The End of Spring Peas…

Means The Transition to More Summer Plants!

Last year I grew peas for the first time and we loved them, especially just eating them right in the garden. No pests and just some trellis. I knew they would be done by the end of May-middle of June, so I planned to transition those beds to other summer crops.

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Above is a bed where the peas have already been removed, and I have added some of the nice compost I got for free from work. I did a quick cultivation and direct seeded more Cherokee Wax beans. The bed to the left has the same beans growing at 2 different stages. My journaling skills suck, so I don’t know the exact date planted… I will say the more mature are probably about 5 weeks, the younger about 2 weeks. Between these plots, I should get a relatively continuous harvest over the summer. That is the plan, we will see how it goes.

The general harvest time for these type of bush beans (for snap beans, not drying) is 60 days, and this is very important for my planning.

60 days puts me at mid-August, which will free up this side of the bed for fall planting at the end of August/early September. The peppers will probably stay until the first frost, and so nothing will go in that side unless I have some fairly advanced seedling started, but they would need to be at least half-way to maturity. Possibly rutabaga, which I found over-wintered well this past spring, or maybe some kale in 6″ x 6″ pots.

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Above is a picture of another spot where I grew peas and they have been removed. To the left are the last of the pepper transplants, right after a very unsuccessful carrot crop (they all bolted). That particular seed I will try again in the fall, as it is a very pretty carrot! I tried succession planting peppers this year, but that was a poorly conceived course of action. Since they take so long to mature and will continue producing peppers until frost, think it is better to get them all out at once and just preserved whatever excess I have.

Back to the peas: I again worked in compost and planted some rare dry bean seeds – Monachelle di Trevio and Tuvaglieda beans, both from Italy. I am growing other beans for drying, as we really enjoy them cooked and in soups. Plus, these (and the others) are very beautiful. Since these are runner beans, I am going to build a better trellis for them. The drying beans usually take longer to harvest (90 days or so), so this bed may stay as is until the fall frost, or I might get some spinach growing near the end of September.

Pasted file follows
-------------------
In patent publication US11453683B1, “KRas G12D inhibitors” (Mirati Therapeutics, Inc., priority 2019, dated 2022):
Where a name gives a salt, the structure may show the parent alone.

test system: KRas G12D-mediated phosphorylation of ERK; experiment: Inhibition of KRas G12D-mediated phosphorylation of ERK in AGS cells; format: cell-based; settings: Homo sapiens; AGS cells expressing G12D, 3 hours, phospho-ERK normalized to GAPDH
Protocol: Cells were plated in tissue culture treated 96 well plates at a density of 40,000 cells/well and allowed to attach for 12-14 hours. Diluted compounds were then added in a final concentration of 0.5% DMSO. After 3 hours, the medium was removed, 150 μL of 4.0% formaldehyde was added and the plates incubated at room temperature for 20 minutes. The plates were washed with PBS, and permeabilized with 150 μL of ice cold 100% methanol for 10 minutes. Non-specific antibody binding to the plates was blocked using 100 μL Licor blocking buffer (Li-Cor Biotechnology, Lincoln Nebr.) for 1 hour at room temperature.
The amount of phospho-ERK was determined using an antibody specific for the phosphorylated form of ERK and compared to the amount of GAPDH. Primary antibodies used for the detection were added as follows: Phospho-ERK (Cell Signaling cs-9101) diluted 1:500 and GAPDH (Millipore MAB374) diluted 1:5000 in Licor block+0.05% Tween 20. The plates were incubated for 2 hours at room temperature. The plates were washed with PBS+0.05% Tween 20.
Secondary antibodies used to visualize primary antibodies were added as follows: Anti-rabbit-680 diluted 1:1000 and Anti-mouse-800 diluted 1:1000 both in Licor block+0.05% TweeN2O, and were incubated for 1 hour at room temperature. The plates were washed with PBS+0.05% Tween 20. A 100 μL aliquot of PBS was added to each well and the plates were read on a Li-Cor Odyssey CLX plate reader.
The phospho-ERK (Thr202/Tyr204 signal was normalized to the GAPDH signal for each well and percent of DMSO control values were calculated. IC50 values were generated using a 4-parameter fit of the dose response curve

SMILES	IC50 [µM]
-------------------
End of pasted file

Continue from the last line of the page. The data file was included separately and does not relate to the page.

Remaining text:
Below are two beds that need the peas to be cleaned out. You can see how they are dying. By the way, we have 11 pounds of peas in the freezer, and ate at least another 3-4 pounds fresh in dinners. We are very happy with that!

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Above there are peas on the left and peppers on the right. Below there are peas on the left and tomatoes on the right. These are the beds I shared about in Experiments in Efficiency (part 2), actually.

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With the peppers I am going to plant more bush beans, this time Royal Burgundy. This will free the bed up for fall planting. With the tomatoes I am going to seed some purple hulled pinkeye cowpeas. This is a new one for me, but I have gotten them from the farmer’s market and they are delicious. The harvest on these is 70 days, so I will be able to use this part of the bed for fall planting.

In theory, I can use it for fall planting.

The only caveat is this: the sun will start to track down to the south (to the right in the picture), and so those tomatoes will start to shade anything I seed there. Plants will again strain and lean to the south, which is again why those tomatoes should have been transplanted on the left instead of right. I will have the same problem with the peppers, too, now that I think of it. Well, that is how it goes when you are learning…

I do have 2 other beds that peas are getting cleaned out of, and in those I will be growing more Haricort Vert bush beans, as well as some lettuce and chard.

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5 thoughts on “The End of Spring Peas…

    1. Am always careful pulling them, as there is bacteria that fixes nitrogen at the roots, which benefit the soil. If the soil is dry, I have I can just pull them. If the soil is moist, I clip the vine at the soil level and leave them and just till them in. And I do replant in the same spot, usually after adding some compost.

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